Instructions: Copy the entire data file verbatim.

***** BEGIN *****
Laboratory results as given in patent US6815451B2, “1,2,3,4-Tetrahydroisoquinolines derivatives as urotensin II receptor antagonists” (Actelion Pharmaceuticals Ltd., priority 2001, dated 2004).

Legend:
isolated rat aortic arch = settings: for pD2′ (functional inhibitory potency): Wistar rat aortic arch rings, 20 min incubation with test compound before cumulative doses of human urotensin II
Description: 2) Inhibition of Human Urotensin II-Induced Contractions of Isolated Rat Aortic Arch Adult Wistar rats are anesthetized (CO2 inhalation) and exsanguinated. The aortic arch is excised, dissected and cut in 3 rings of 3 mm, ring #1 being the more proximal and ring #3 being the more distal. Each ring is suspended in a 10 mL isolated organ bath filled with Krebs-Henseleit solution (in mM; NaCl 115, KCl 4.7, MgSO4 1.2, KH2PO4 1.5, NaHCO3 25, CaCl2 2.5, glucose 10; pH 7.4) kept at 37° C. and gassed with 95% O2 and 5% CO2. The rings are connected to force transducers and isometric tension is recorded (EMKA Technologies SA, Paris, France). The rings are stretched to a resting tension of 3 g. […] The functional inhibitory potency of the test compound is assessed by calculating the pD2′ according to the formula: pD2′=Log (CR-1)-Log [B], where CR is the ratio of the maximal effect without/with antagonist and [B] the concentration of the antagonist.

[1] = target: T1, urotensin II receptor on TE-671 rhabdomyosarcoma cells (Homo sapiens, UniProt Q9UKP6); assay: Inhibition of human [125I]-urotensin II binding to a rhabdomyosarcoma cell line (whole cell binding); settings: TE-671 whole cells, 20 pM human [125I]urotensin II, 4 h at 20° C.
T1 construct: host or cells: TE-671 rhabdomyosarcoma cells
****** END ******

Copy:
Laboratory results as given in patent US6815451B2, “1,2,3,4-Tetrahydroisoquinolines derivatives as urotensin II receptor antagonists” (Actelion Pharmaceuticals Ltd., priority 2001, dated 2004).

Legend:
isolated rat aortic arch = settings: for pD2′ (functional inhibitory potency): Wistar rat aortic arch rings, 20 min incubation with test compound before cumulative doses of human urotensin II
Description: 2) Inhibition of Human Urotensin II-Induced Contractions of Isolated Rat Aortic Arch Adult Wistar rats are anesthetized (CO2 inhalation) and exsanguinated. The aortic arch is excised, dissected and cut in 3 rings of 3 mm, ring #1 being the more proximal and ring #3 being the more distal. Each ring is suspended in a 10 mL isolated organ bath filled with Krebs-Henseleit solution (in mM; NaCl 115, KCl 4.7, MgSO4 1.2, KH2PO4 1.5, NaHCO3 25, CaCl2 2.5, glucose 10; pH 7.4) kept at 37° C. and gassed with 95% O2 and 5% CO2. The rings are connected to force transducers and isometric tension is recorded (EMKA Technologies SA, Paris, France). The rings are stretched to a resting tension of 3 g. […] The functional inhibitory potency of the test compound is assessed by calculating the pD2′ according to the formula: pD2′=Log (CR-1)-Log [B], where CR is the ratio of the maximal effect without/with antagonist and [B] the concentration of the antagonist.

[1] = target: T1, urotensin II receptor on TE-671 rhabdomyosarcoma cells (Homo sapiens, UniProt Q9UKP6); assay: Inhibition of human [125I]-urotensin II binding to a rhabdomyosarcoma cell line (whole cell binding); settings: TE-671 whole cells, 20 pM human [125I]urotensin II, 4 h at 20° C.
T1 construct: host or cells: TE-671 rhabdomyosarcoma cells